Shoulder impingement syndrome can involve bursitis (inflammation of the shoulder’s bursa), tendinitis (inflammation of the rotator cuff tendons), calcium deposits in the tendons or any combination of the three. People at risk include those who employ repeated overhead movements—tennis players, golfers, swimmers, construction workers and, quite commonly, those who perform do-it-yourself repairs around the home.
People with hooked acromions (the bony knob at the top of the shoulder blades) are more susceptible to shoulder impingement than others with flat or curved acromions. Because these people have smaller spaces beneath their acromions (called the subacromial space), nearby tendons have more opportunity to become compressed and painful.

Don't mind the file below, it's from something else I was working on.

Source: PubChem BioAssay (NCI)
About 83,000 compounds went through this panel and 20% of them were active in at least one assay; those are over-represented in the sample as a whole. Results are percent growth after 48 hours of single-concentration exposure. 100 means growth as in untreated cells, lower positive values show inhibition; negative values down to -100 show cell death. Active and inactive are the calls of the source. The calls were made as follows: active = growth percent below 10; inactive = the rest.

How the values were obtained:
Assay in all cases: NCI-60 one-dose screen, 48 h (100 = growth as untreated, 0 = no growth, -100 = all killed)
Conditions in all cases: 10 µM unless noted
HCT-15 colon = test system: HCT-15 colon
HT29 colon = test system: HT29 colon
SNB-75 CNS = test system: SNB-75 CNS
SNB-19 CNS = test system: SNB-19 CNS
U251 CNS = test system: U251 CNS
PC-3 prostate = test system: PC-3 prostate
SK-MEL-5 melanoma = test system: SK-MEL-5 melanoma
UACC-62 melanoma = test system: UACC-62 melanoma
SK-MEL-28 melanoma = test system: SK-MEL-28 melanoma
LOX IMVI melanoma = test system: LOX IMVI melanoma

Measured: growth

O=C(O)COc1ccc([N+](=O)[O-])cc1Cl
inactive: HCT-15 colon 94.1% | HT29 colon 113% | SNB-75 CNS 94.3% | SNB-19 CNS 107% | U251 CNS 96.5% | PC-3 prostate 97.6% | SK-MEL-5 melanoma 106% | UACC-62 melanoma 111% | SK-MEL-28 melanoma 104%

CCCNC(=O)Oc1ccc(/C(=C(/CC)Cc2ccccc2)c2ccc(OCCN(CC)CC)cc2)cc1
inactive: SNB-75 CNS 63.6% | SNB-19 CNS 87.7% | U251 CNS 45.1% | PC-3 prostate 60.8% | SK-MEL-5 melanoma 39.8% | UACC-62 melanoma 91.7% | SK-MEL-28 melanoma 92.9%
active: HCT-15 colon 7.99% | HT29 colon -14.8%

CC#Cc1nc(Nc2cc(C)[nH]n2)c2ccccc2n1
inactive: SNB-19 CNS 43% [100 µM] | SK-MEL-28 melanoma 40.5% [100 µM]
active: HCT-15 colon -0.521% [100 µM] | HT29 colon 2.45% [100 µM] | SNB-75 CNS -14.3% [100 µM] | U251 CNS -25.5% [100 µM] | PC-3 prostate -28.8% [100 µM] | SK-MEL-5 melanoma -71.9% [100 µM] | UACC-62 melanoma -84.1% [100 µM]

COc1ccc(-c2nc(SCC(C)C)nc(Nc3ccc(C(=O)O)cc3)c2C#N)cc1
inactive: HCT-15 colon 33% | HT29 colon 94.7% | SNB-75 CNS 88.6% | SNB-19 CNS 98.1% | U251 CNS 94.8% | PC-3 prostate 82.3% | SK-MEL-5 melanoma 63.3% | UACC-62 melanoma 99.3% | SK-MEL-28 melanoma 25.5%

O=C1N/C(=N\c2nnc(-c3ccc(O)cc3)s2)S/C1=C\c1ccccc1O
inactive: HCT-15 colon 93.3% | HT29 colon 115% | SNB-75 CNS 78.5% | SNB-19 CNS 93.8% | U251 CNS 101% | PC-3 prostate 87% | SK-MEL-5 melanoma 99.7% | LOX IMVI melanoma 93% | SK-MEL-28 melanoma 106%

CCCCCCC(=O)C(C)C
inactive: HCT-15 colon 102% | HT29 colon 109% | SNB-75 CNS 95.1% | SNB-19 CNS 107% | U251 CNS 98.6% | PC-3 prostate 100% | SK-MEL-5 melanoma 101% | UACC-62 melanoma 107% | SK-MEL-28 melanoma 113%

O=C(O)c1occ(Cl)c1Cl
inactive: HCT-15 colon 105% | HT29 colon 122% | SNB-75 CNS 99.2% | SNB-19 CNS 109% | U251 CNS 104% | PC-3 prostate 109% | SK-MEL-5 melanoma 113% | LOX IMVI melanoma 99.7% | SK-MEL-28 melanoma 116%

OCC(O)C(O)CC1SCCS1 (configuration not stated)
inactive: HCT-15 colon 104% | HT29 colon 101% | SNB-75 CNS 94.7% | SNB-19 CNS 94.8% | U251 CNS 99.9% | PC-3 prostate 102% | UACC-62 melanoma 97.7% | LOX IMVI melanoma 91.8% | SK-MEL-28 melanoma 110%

Shoulder impingement can be treated successfully with rest, medication, physical therapy or surgery, depending on the severity of the condition. Anyone who has been treated successfully for shoulder impingement should continue a maintenance routine to maximize the chance that the problem will not return.
Such a program should include:
• range-of-motion exercises
• exercises to keep the muscles of the shoulder strong
• the development and maintenance of shoulder-friendly posture
We can create a program to give you the best chance of maintaining your shoulder pain free. Such a program might include simple flexion and self-capsular stretches with a rod to increase your flexibility. Isotonic or muscle-tightening exercises can be helpful as well; these allow you to build strength in your muscles without moving or stressing the involved shoulder joint. Strengthening exercises using elastic tubing to provide resistance help build the rotator cuff.
Chronic pain from shoulder impingement syndrome can be debilitating. However, by following a carefully planned exercise regimen, you often can regain your mobility, resume your usual activities and keep pain at bay.